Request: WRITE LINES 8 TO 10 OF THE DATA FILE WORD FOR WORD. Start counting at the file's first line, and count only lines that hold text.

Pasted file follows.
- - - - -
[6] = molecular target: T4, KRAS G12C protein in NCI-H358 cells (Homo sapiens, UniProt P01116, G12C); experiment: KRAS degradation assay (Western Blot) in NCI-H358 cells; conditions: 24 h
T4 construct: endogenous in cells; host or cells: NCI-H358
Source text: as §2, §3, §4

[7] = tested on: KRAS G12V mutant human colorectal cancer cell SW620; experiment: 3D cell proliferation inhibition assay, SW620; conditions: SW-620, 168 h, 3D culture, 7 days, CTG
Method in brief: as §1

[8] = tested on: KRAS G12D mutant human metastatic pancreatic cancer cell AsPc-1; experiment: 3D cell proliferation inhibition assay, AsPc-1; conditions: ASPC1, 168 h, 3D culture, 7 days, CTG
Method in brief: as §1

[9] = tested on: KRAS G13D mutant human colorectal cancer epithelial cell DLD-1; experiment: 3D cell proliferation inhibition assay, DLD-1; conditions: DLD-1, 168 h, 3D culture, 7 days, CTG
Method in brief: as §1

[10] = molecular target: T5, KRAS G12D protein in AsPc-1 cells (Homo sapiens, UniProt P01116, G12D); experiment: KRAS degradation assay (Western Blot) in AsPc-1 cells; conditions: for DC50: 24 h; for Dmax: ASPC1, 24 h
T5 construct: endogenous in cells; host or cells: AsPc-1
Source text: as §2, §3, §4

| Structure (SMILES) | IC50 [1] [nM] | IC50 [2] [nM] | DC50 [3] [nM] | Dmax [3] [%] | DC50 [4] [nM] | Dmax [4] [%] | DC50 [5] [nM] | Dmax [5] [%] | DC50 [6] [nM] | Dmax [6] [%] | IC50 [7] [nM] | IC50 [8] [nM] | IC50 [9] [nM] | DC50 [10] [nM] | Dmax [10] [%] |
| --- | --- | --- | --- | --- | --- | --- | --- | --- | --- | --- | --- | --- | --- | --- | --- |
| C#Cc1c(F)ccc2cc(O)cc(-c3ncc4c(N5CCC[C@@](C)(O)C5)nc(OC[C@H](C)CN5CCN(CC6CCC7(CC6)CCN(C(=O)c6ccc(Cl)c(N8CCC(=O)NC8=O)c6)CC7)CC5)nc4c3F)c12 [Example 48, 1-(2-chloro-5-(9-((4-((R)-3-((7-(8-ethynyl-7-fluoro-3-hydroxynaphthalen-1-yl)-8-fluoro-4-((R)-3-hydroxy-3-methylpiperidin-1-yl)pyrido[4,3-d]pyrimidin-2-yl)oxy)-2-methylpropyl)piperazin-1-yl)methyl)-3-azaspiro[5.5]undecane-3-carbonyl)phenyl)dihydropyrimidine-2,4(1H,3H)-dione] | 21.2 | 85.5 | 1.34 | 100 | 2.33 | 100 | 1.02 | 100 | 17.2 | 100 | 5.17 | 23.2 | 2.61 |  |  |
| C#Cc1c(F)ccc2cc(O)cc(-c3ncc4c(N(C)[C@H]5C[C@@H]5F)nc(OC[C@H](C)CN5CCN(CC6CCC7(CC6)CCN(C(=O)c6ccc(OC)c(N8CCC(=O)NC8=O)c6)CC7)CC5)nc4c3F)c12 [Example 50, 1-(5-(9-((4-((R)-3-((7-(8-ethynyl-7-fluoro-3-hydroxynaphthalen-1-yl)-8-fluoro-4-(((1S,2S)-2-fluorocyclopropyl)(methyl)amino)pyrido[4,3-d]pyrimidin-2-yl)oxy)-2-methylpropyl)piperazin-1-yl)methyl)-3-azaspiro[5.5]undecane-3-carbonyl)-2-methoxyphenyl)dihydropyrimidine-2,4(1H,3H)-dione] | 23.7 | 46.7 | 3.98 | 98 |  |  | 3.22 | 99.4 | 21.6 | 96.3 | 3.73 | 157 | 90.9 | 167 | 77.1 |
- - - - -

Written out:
[9] = tested on: KRAS G13D mutant human colorectal cancer epithelial cell DLD-1; experiment: 3D cell proliferation inhibition assay, DLD-1; conditions: DLD-1, 168 h, 3D culture, 7 days, CTG
Method in brief: as §1

[10] = molecular target: T5, KRAS G12D protein in AsPc-1 cells (Homo sapiens, UniProt P01116, G12D); experiment: KRAS degradation assay (Western Blot) in AsPc-1 cells; conditions: for DC50: 24 h; for Dmax: ASPC1, 24 h